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Progress in integrated assessment and modelling

Parker, P; Letcher, R; Jakeman, A; Beck, MB; Harris, G; Argent, RM; Hare, M; Pahl-Wostl, C; Voinov, A and Janssen, M, et al. (2002) In Environmental Modelling & Software 17(3). p.209-217
Abstract
Environmental processes have been modelled for decades. However. the need for integrated assessment and modeling (IAM) has,town as the extent and severity of environmental problems in the 21st Century worsens. The scale of IAM is not restricted to the global level as in climate change models, but includes local and regional models of environmental problems. This paper discusses various definitions of IAM and identifies five different types of integration that Lire needed for the effective solution of environmental problems. The future is then depicted in the form of two brief scenarios: one optimistic and one pessimistic. The current state of IAM is then briefly reviewed. The issues of complexity and validation in IAM are recognised as... (More)
Environmental processes have been modelled for decades. However. the need for integrated assessment and modeling (IAM) has,town as the extent and severity of environmental problems in the 21st Century worsens. The scale of IAM is not restricted to the global level as in climate change models, but includes local and regional models of environmental problems. This paper discusses various definitions of IAM and identifies five different types of integration that Lire needed for the effective solution of environmental problems. The future is then depicted in the form of two brief scenarios: one optimistic and one pessimistic. The current state of IAM is then briefly reviewed. The issues of complexity and validation in IAM are recognised as more complex than in traditional disciplinary approaches. Communication is identified as a central issue both internally among team members and externally with decision-makers. stakeholders and other scientists. Finally it is concluded that the process of integrated assessment and modelling is considered as important as the product for any particular project. By learning to work together and recognise the contribution of all team members and participants, it is believed that we will have a strong scientific and social basis to address the environmental problems of the 21st Century. (Less)
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organization
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Contribution to journal
publication status
published
subject
keywords
integrated assessment and modelling integration, communication, multi-disciplinary teams
in
Environmental Modelling & Software
volume
17
issue
3
pages
209 - 217
publisher
Elsevier
external identifiers
  • wos:000175532200002
  • scopus:18344388806
ISSN
1364-8152
DOI
10.1016/S1364-8152(01)00059-7
language
English
LU publication?
yes
id
2bbf686d-d75b-444b-bf7b-1fc8d26f68d8 (old id 338310)
date added to LUP
2007-11-02 15:31:03
date last changed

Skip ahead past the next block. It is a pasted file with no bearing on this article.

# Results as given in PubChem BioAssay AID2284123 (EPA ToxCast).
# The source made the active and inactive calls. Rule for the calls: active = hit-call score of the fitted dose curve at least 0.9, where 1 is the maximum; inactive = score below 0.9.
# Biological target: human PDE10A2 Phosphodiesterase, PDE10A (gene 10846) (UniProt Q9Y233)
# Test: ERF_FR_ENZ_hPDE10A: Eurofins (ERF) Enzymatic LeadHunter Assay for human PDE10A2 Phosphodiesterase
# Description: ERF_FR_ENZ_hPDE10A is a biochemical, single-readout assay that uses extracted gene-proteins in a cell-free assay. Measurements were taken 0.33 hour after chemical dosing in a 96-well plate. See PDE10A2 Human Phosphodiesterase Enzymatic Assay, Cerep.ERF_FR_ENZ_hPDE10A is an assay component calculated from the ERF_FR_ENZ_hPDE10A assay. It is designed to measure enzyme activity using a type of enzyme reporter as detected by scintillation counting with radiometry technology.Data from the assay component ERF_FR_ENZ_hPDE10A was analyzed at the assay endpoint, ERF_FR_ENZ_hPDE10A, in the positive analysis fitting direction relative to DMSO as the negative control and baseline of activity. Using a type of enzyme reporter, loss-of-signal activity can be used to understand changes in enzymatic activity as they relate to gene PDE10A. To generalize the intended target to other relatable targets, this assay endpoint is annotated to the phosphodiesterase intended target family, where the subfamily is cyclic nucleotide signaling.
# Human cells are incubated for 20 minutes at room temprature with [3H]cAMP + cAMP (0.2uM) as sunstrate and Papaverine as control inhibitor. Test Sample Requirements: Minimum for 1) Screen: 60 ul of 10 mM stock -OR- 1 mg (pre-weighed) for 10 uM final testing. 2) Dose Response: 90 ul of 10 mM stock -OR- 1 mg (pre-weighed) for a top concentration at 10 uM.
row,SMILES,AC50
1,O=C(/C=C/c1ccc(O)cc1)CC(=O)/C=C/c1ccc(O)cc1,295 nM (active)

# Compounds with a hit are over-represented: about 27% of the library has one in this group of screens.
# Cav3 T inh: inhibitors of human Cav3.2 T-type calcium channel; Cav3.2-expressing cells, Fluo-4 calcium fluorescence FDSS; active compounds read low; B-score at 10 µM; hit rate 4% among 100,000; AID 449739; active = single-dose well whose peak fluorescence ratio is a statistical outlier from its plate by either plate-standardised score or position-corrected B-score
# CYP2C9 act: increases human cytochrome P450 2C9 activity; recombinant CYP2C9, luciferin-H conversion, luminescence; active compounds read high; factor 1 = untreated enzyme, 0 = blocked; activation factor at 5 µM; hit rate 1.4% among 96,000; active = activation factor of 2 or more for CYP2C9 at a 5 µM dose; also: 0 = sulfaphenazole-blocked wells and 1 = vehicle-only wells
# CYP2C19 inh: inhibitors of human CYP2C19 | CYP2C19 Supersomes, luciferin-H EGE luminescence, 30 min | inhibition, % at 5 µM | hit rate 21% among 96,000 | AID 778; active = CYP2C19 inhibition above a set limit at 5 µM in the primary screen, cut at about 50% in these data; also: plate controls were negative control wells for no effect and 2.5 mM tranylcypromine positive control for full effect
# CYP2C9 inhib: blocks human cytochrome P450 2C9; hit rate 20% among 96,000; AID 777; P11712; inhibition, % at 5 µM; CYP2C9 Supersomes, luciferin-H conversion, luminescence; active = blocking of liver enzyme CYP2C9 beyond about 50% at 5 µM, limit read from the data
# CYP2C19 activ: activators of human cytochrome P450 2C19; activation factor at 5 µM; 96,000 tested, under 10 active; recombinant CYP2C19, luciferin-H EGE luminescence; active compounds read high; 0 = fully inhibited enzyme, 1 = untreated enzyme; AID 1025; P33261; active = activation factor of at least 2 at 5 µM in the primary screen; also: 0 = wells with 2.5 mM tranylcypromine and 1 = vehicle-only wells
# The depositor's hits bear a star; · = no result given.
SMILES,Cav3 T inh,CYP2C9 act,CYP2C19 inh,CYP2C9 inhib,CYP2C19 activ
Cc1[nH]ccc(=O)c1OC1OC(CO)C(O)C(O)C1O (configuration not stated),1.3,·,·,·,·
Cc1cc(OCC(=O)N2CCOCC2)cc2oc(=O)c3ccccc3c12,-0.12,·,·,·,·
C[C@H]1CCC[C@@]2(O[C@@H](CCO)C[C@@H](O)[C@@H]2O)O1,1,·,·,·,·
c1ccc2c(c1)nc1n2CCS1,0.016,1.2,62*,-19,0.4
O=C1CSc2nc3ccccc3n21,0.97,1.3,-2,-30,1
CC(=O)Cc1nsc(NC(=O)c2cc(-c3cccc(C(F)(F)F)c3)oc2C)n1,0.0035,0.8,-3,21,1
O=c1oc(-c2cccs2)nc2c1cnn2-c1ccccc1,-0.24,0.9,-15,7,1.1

2017-10-22 03:45:41
@article{2bbf686d-d75b-444b-bf7b-1fc8d26f68d8,
  abstract     = {Environmental processes have been modelled for decades. However. the need for integrated assessment and modeling (IAM) has,town as the extent and severity of environmental problems in the 21st Century worsens. The scale of IAM is not restricted to the global level as in climate change models, but includes local and regional models of environmental problems. This paper discusses various definitions of IAM and identifies five different types of integration that Lire needed for the effective solution of environmental problems. The future is then depicted in the form of two brief scenarios: one optimistic and one pessimistic. The current state of IAM is then briefly reviewed. The issues of complexity and validation in IAM are recognised as more complex than in traditional disciplinary approaches. Communication is identified as a central issue both internally among team members and externally with decision-makers. stakeholders and other scientists. Finally it is concluded that the process of integrated assessment and modelling is considered as important as the product for any particular project. By learning to work together and recognise the contribution of all team members and participants, it is believed that we will have a strong scientific and social basis to address the environmental problems of the 21st Century.},
  author       = {Parker, P and Letcher, R and Jakeman, A and Beck, MB and Harris, G and Argent, RM and Hare, M and Pahl-Wostl, C and Voinov, A and Janssen, M and Sullivan, P and Scoccimarro, M and Friend, A and Sonnenshein, M and BAker, D and Matejicek, L and Odulaja, D and Deadman, P and Lim, K and Larocque, G and Tarikhi, P and Fletcher, C and Put, A and Maxwell, T and Charles, A and Breeze, H and Nakatani, N and Mudgal, S and Naito, W and Osidele, O and Eriksson, I and Kautsky, U and Kautsky, E and Naeslund, B and Kumblad, L and Park, R and Maltagliati, S and Girardin, P and Rizzoli, A and Mauriello, D and Hoch, R and Pelletier, D and Reilly, J and Olafsdottir, Rannveig and Bin, S},
  issn         = {1364-8152},
  keyword      = {integrated assessment and modelling integration,communication,multi-disciplinary teams},
  language     = {eng},
  number       = {3},
  pages        = {209--217},
  publisher    = {Elsevier},
  series       = {Environmental Modelling & Software},
  title        = {Progress in integrated assessment and modelling},
  url          = {http://dx.doi.org/10.1016/S1364-8152(01)00059-7},
  volume       = {17},
  year         = {2002},
}